It seems like a lot of the system is built to keep people in poverty. For example, there’s a limit to how much money you can save. If you have more than $2,000, your benefits get cut off. But it costs more than $2,000 to get an apartment. You need the first month’s rent and a security deposit. How am I supposed to save for an apartment if I can’t have more than $2,000?

There are assistance programs, but it is not feasible for families to get assistance with all the hurdles they have to jump. Sometimes, I feel like policies are put in place more to protect the system from abuse than to lift people up.

My children are half Native American. We lost our state health insurance for two months because they said I didn’t send in the necessary paperwork to prove that my children are Native American. With Massachusetts’s health insurance, there are no extra benefits for being Native American. Why did I have to get all these documents?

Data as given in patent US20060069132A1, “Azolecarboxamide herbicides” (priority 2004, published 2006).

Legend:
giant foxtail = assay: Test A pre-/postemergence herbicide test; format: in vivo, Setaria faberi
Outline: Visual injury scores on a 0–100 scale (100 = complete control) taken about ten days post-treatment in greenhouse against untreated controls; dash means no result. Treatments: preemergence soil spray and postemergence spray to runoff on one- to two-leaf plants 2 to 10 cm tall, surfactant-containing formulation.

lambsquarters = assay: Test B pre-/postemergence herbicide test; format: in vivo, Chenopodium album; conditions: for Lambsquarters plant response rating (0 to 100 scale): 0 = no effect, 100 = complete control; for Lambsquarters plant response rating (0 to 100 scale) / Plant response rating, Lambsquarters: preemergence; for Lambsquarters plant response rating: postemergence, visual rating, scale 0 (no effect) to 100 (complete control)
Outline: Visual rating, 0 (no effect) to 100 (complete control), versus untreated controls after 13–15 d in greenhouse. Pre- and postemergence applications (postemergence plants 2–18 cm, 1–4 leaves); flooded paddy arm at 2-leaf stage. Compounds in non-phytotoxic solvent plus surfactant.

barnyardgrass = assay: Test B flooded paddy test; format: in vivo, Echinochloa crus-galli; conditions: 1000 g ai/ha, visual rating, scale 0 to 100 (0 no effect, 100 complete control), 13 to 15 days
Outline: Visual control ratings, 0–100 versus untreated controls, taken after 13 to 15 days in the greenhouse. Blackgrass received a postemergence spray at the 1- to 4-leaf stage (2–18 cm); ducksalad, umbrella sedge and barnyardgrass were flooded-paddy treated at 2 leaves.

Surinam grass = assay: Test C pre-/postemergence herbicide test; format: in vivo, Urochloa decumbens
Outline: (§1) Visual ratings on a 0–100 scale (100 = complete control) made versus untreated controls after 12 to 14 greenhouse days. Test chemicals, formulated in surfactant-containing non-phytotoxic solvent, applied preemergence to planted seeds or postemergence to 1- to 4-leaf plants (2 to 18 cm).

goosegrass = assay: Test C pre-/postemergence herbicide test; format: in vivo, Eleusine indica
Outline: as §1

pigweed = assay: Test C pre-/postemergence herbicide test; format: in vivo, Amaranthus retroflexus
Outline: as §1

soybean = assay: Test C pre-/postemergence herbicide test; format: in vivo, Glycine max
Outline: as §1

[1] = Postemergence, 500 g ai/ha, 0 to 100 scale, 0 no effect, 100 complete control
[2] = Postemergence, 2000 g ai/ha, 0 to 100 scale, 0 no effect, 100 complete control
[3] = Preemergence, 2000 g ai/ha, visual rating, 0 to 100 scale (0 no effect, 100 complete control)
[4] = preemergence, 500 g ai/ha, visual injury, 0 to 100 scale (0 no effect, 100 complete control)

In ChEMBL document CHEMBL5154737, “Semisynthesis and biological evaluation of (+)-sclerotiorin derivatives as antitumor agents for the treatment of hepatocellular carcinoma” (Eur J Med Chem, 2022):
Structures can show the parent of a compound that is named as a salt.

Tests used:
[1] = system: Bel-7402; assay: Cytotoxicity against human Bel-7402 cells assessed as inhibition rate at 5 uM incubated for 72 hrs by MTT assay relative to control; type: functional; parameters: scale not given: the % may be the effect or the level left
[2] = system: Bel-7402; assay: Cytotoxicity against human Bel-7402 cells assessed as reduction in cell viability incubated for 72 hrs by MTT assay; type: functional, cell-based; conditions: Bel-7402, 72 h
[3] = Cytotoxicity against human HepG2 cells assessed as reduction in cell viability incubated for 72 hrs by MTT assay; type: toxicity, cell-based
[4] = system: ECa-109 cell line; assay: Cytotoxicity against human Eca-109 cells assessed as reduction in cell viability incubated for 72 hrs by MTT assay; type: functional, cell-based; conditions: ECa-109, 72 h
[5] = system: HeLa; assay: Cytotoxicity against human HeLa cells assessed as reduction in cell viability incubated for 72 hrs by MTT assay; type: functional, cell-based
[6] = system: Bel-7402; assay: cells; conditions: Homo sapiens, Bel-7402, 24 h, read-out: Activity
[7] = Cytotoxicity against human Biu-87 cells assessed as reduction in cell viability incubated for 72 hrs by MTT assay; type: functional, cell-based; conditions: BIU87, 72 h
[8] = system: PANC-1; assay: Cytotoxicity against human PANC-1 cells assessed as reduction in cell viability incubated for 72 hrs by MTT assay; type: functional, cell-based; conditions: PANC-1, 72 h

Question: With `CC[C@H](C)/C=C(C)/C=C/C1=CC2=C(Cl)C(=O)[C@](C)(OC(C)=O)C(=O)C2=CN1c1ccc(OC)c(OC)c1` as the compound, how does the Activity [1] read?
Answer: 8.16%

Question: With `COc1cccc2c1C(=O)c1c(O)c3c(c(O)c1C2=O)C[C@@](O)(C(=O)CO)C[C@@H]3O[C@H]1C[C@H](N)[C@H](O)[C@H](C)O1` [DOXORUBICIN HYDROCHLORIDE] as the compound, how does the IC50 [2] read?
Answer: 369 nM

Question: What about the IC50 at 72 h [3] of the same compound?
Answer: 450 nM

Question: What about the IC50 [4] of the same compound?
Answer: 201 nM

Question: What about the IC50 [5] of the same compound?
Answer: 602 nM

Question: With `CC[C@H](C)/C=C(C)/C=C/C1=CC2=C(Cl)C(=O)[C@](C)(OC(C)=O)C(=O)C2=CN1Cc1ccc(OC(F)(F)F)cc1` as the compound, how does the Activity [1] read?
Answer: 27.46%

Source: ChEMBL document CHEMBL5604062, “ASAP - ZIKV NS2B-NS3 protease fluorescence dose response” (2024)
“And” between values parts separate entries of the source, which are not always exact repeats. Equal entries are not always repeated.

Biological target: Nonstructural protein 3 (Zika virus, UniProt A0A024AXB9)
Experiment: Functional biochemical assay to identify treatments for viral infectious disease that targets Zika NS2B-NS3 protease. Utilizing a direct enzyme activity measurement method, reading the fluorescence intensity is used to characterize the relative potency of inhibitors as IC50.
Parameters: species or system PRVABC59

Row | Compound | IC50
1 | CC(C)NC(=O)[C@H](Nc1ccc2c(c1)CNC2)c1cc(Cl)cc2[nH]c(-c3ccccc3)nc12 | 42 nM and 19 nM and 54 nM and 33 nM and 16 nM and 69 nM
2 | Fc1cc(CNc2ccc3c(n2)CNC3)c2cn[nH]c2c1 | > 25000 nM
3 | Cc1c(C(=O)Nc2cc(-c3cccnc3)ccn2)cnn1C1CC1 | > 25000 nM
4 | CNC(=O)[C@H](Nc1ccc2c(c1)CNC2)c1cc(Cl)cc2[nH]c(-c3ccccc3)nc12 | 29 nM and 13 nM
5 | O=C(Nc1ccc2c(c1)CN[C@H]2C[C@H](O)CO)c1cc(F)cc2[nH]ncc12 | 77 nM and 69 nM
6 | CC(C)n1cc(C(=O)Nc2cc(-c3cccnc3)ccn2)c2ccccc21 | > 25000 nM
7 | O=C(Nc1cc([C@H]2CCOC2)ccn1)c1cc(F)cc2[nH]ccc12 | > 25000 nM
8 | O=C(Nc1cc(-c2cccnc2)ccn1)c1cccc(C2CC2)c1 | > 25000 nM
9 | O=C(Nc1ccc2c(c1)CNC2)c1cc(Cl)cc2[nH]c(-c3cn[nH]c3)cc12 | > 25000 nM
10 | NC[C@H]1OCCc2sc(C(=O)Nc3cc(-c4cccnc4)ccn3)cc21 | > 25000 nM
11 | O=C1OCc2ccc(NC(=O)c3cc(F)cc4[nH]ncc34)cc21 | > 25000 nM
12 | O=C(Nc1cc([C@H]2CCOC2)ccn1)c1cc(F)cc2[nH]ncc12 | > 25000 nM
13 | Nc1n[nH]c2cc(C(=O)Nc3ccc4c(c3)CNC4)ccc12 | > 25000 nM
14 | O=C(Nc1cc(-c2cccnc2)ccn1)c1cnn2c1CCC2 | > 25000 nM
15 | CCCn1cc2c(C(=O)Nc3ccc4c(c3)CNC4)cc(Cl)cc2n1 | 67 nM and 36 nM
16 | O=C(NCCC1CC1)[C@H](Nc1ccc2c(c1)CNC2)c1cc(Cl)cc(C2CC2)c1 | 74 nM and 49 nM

In the end, they listed my kids as white. I got my health insurance back by hiding who they truly are for the bureaucracy. I think it’s partially discrimination, but it’s also a lack of trust.

At the dentist, it was either live with a rotting tooth or pay the $1,500. In the end, I went to a dental school where a student worked on me. They got hands-on training, and I got the tooth removed. When you live in poverty, you have to know those strategies, otherwise you can’t get what you need and access your basic rights.

I know homeless couples who are in the street because they are not legally married and can’t go to a shelter together. I know a 17-year-old teenager who is out on the street because family shelters won’t take males over 17. There are so many faces of humanity being ignored because of poverty.